The Devil Wears Prada comes across as an authentic portrayal of the fashion industry, with a keen ear for bitchiness in the script and a constant parade of fashion icons, clothes and accessories that those in the know will adore. However, having the inside track on the subject does not on its own guarantee a great story, and the most vaguely savvy filmgoer will be able to predict the events of the film as soon as the characters are set up.

Even though Hathaway frumps up convincingly, it’s no surprise whatsoever that she is easily transformed into a glamorous clothes horse. Will she make herself indispensible to Miranda, to the exclusion of everyone else? Will she have to step over Emily to get on in her work, even denying her her dream trip to Paris? Will Nate react badly to Andy’s new responsibilities and attitude, and will devilishly charming writer Christian Thompson (Simon Baker) offer himself as an alternative? I think we all know the answers.

Were the film thoroughly entertaining or thoroughly dramatic throughout, the familiarity of the plot would be easy to forgive, but as the movie goes on it starts to get overwhelmed by its own negativity, as the wasteland that is Miranda’s private life is laid bare and poor Nigel is crushed between the cogs of Miranda’s scheming as she clings to the only thing that defines her – her job.

Nonetheless, when it is entertaining The Devil Wears Prada is a lot of fun, and this is due to attractive playing by the leads. Anne Hathaway brings the girl-next-door qualities that she showed in The Princess Diaries and marries them to commanding emotion in her big eyes and a sexuality that manages to be both obvious and non-threatening. She is also funny, shown to best effect in her exchanges with Emily Blunt who, while insanely focused on her job and dishing out many of the film’s best insults, also skilfully gets a lot of the sympathy as illness and then injury scupper her dreams.

Streep easily embodies the jaded ruthlessness of Miranda, the scathing boss whose orders are never questioned, managing to make her a partially sympathetic figure when she reveals to Andy the state of her personal affairs (though this particular bit isn’t much fun). In a film where the women dominate (for a change), Tucci does fantastically well to hold up his end; between them, these four clearly and cleverly demonstrate the ups and downs of the fashion industry – but while the characters are interesting and often amusing, there’s not quite enough meat to keep the film going for the best part of two hours.

It’s well-constructed and always watchable, but in the end The Devil Wears Prada has a feel of being put together by the book, with plot, cast, design and soundtrack all built as clinically as an issue of Runway magazine, crafted to the finest detail, leaving nothing to happy accident. Which is not to say the film lacks heart, because Andy and Emily display a great deal of warmth. What can be said is that the film is rarely light-hearted, and never carefree.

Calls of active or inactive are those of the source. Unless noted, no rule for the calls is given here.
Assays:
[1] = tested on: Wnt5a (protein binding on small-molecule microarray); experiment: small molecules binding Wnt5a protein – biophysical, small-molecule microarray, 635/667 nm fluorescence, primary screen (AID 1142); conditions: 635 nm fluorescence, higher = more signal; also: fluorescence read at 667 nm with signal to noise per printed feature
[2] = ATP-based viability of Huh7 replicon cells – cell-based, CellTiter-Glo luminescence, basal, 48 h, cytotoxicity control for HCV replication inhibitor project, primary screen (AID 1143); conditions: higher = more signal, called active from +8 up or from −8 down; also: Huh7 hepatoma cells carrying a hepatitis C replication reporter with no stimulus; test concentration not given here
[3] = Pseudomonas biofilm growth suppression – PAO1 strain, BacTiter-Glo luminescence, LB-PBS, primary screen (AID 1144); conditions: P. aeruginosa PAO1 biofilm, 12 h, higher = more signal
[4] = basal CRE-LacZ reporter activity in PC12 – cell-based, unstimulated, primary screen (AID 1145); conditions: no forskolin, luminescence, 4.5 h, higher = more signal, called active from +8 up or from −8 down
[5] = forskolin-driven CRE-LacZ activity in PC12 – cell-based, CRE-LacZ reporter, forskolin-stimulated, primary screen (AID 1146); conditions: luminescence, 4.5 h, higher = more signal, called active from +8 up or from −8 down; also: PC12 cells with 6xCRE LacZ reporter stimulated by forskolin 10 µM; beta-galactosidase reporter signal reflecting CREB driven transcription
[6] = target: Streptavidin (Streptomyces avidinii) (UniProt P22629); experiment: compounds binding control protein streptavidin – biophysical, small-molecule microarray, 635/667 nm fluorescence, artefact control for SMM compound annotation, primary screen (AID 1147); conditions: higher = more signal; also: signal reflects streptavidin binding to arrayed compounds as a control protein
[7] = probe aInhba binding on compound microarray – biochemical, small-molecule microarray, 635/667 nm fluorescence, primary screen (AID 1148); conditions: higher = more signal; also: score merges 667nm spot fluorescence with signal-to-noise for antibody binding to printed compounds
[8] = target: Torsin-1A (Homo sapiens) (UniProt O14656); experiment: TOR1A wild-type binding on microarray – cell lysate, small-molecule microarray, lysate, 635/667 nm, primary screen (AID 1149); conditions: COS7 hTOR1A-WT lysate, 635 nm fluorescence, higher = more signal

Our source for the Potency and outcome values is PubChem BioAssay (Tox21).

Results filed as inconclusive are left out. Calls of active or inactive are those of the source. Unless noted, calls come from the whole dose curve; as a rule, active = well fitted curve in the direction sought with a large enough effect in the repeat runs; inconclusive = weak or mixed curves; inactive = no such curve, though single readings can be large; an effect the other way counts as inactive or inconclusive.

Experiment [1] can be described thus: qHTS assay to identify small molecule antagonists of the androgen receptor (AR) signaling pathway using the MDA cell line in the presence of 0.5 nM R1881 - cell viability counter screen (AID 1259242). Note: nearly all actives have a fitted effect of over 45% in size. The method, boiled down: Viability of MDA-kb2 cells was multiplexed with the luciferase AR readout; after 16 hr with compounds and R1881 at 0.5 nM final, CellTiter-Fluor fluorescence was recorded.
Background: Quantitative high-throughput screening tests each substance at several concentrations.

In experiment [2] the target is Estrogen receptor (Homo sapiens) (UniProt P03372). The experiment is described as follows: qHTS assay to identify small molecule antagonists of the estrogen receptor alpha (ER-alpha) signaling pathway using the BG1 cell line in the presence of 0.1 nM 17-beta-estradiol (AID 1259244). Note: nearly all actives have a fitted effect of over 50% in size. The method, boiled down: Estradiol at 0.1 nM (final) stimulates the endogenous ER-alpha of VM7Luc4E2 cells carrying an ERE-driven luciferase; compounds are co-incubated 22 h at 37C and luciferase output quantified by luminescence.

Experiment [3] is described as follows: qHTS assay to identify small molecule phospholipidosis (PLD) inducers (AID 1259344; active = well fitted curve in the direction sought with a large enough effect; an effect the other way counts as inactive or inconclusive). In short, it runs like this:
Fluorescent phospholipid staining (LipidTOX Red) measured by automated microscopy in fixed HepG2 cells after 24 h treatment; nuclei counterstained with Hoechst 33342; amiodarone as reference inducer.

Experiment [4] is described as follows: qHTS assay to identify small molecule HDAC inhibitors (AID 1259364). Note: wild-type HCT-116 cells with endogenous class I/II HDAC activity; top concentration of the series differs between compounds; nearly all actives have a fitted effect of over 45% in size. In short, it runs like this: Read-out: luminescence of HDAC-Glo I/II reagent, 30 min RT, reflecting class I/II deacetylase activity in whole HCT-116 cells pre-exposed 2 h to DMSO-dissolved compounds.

The Lost World: Jurassic Park

WFTB Score: 11/20

The plot: When chaotician Ian Malcolm discovers that his girlfriend Sarah has been hired to research a second island of dinosaurs, his past experience tells him to get her out PDQ. He’s right too: but the trouble only starts when the real monsters – the company looking to maximise revenues from the prehistoric creatures – arrive, intent on creating a new attraction closer to home.

Poor Ian Malcolm (Jeff Goldblum). Having lived to tell the tale of Jurassic Park, InGen – the company formerly run by John Hammond (Richard Attenborough, briefly reprising his Scottishish accent) have not only denied all knowledge of Isla Nubar, they’ve secretly kept a second island of dinosaurs running. What’s more, after an unfortunate incident, InGen has sent Ian’s partner Sarah (Julianne Moore) to the island to research the diverse range of dinosaur life.

Ian sets off in hot pursuit to get her out before the inevitable chaos starts, but he’s not alone: in addition to engineer Eddie (Richard Schiff), the party includes photographer Nick Van Owen (Vince Vaughn) and – inadvertently – Ian’s gymnastic but hardly close daughter Kelly (Vanessa Lee Chester). They’re soon joined on the island by InGen’s Peter Ludlow (Arliss Howard), a small army of workers and single-minded hunter Roland (Pete Postlethwaite), looking to put a Tyrannosaurus Rex on his trophy wall. Ludlow has plans to establish a new Jurassic Park in San Diego and, despite Ian’s predictions coming catastrophically true, he’s determined to get his way at any cost.